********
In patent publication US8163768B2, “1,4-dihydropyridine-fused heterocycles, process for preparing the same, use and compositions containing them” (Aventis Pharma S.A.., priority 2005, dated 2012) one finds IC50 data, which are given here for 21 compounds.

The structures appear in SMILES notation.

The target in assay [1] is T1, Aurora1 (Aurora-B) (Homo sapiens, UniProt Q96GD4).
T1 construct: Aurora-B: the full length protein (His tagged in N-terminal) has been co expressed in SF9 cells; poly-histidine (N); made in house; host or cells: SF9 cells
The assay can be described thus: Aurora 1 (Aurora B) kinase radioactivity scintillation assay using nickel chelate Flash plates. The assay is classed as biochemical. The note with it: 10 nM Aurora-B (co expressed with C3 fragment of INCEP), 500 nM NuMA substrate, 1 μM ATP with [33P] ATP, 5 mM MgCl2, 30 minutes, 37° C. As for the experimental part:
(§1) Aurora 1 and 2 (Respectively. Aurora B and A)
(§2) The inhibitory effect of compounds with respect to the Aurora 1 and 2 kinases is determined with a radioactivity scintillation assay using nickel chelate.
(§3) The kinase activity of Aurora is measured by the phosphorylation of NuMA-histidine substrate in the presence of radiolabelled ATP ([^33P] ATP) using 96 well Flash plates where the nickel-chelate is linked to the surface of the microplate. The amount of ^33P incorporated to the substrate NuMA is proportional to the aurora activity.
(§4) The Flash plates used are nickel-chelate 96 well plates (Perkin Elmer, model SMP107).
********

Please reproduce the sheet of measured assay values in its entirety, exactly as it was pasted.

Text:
In patent publication US8163768B2, “1,4-dihydropyridine-fused heterocycles, process for preparing the same, use and compositions containing them” (Aventis Pharma S.A.., priority 2005, dated 2012) one finds IC50 data, which are given here for 21 compounds.

The structures appear in SMILES notation.

The target in assay [1] is T1, Aurora1 (Aurora-B) (Homo sapiens, UniProt Q96GD4).
T1 construct: Aurora-B: the full length protein (His tagged in N-terminal) has been co expressed in SF9 cells; poly-histidine (N); made in house; host or cells: SF9 cells
The assay can be described thus: Aurora 1 (Aurora B) kinase radioactivity scintillation assay using nickel chelate Flash plates. The assay is classed as biochemical. The note with it: 10 nM Aurora-B (co expressed with C3 fragment of INCEP), 500 nM NuMA substrate, 1 μM ATP with [33P] ATP, 5 mM MgCl2, 30 minutes, 37° C. As for the experimental part:
(§1) Aurora 1 and 2 (Respectively. Aurora B and A)
(§2) The inhibitory effect of compounds with respect to the Aurora 1 and 2 kinases is determined with a radioactivity scintillation assay using nickel chelate.
(§3) The kinase activity of Aurora is measured by the phosphorylation of NuMA-histidine substrate in the presence of radiolabelled ATP ([^33P] ATP) using 96 well Flash plates where the nickel-chelate is linked to the surface of the microplate. The amount of ^33P incorporated to the substrate NuMA is proportional to the aurora activity.
(§4) The Flash plates used are nickel-chelate 96 well plates (Perkin Elmer, model SMP107).